Asset management software simplifies maintenance in biotech facility
By David Hillyer and James Cox
The word maintenance can strike fear into any production unit trying to achieve its output targets. Like it or not, maintenance is a necessary evil to ensure plant equipment is reliable and trouble-free. In the pharmaceutical industry, preventing equipment from breaking down or determining when it may break down helps improve plant availability and reduces process disruption as well as costly losses.
During a recent expansion at an Eli Lilly facility, we made use of technology to improve instrument and control valve reliability and reduce time-based maintenance, still widely used within the organization. The expansion project delivered a new facility using a distributed control system (DCS) as the process control application and Foundation Fieldbus smart field instruments. To take advantage of the smart capabilities, we implemented a project in parallel with the expansion, using asset management software and SNAP-ON tools.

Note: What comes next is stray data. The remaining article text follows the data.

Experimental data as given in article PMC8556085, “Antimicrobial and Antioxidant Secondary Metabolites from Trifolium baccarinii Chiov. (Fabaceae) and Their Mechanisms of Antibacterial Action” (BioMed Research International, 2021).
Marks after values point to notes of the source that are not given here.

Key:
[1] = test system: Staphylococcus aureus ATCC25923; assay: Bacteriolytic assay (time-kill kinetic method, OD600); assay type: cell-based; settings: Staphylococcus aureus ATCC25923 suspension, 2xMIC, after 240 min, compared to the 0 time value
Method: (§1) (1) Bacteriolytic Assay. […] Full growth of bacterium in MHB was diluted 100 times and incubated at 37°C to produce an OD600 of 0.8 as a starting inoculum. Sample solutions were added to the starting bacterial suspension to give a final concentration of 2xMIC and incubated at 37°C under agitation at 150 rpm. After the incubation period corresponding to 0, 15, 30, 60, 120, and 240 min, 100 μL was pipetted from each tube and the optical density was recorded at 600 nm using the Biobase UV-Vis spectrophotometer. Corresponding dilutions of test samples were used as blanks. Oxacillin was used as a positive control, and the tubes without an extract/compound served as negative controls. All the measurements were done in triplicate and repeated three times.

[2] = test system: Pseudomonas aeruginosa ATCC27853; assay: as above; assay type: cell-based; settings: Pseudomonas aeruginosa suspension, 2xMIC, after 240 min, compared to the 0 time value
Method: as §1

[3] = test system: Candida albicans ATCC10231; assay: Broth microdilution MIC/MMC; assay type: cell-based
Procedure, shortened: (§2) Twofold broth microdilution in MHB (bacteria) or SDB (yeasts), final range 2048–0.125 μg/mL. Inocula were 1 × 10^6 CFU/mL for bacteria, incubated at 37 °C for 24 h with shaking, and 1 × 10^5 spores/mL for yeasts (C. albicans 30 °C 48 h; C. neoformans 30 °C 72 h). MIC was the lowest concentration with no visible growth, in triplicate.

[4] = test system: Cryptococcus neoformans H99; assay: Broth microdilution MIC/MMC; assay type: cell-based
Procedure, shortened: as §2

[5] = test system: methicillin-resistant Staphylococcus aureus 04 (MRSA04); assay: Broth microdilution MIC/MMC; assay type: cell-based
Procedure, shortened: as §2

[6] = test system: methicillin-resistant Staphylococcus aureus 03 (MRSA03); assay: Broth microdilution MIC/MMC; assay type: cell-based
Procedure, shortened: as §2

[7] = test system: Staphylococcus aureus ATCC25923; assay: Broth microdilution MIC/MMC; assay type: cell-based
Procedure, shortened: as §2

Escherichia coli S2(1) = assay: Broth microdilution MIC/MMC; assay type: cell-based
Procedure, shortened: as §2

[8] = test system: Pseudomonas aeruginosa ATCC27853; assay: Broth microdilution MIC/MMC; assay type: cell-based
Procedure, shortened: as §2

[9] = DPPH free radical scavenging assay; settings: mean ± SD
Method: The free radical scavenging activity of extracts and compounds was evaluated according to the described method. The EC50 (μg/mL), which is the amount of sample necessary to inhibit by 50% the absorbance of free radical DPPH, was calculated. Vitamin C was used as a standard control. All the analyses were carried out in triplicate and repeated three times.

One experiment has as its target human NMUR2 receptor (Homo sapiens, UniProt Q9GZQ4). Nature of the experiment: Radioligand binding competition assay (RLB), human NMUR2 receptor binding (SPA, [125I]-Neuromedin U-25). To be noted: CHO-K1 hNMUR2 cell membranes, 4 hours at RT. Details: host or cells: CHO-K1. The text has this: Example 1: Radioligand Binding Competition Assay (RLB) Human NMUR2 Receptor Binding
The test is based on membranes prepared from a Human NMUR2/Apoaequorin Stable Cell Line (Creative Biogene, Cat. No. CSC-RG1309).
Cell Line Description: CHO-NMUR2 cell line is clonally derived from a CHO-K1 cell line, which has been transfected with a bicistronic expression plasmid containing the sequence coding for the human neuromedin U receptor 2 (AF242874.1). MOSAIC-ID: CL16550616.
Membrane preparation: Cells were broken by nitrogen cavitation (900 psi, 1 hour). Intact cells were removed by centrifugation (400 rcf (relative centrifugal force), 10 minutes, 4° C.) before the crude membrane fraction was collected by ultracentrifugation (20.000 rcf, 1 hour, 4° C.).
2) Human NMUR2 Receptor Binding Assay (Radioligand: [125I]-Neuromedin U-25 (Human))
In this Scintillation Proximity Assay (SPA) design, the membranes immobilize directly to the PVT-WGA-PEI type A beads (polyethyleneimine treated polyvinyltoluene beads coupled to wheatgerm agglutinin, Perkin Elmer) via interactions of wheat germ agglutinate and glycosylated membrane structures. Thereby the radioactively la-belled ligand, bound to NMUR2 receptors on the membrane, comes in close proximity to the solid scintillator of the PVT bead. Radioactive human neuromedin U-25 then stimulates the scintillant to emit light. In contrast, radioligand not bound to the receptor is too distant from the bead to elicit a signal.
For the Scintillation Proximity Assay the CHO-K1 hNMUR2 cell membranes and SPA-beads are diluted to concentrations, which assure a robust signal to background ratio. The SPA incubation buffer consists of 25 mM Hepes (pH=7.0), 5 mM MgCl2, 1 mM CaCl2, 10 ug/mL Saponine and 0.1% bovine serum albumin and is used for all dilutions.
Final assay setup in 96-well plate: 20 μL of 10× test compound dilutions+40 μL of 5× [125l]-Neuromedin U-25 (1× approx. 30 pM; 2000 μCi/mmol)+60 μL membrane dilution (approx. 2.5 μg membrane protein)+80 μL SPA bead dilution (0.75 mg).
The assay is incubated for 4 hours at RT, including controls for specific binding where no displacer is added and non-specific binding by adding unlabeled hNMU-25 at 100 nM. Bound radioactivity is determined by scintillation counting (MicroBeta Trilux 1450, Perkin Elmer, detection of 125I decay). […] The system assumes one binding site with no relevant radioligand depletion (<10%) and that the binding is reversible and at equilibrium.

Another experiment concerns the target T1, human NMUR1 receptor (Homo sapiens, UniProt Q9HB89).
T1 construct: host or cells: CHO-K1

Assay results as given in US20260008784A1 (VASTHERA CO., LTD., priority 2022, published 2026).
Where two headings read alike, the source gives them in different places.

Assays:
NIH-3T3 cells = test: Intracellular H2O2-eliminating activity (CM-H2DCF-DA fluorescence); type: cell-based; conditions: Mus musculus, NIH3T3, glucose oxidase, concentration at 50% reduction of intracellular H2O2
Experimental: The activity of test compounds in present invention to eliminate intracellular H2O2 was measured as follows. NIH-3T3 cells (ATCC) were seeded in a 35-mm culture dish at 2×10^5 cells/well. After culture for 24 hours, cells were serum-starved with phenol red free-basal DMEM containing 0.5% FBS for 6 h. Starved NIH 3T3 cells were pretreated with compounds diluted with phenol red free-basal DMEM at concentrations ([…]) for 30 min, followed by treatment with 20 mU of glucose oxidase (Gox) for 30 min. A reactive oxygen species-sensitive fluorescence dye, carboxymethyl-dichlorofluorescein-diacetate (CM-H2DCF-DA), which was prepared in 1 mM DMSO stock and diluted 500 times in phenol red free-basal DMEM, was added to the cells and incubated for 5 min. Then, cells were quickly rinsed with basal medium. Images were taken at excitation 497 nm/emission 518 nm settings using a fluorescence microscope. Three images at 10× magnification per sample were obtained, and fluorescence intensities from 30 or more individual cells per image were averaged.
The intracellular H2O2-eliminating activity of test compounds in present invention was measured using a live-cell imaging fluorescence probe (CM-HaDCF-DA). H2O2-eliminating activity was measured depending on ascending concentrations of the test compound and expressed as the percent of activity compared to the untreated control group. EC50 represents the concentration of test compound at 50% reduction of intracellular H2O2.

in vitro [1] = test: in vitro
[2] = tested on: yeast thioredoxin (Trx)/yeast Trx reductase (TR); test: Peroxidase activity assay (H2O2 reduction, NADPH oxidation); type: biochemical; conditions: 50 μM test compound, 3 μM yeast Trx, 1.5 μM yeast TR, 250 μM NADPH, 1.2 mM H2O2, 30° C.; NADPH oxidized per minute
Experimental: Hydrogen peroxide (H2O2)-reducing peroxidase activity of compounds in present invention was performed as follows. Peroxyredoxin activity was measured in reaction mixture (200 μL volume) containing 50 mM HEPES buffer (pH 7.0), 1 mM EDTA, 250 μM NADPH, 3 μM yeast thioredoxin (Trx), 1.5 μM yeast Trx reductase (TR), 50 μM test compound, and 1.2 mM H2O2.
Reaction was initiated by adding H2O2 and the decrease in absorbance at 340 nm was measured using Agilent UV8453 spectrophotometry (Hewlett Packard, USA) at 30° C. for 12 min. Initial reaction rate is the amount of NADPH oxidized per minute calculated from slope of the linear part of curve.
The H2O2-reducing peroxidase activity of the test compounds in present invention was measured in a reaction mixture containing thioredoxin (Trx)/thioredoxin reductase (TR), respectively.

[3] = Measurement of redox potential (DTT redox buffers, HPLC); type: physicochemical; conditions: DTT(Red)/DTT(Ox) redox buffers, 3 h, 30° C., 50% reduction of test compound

The software package is a predictive maintenance application for instrumentation and control valves. It helps improve equipment availability and allows a maintenance team to easily monitor field device health and resolve potential issues before they become costly problems. Asset management software, along with a self-documenting calibrator, provides a fully automated calibration process. In this case, the software allowed a radical change to the maintenance process and saved 2,000 man-hours per year of maintenance costs. The move away from time-based maintenance significantly increased plant availability.
The software package has changed the way we carry out maintenance in the new facility. We have developed a maintenance strategy to take full advantage of the software technology and the smart capabilities of the self-documenting calibrators to provide a radical approach to instrument and control-valve maintenance.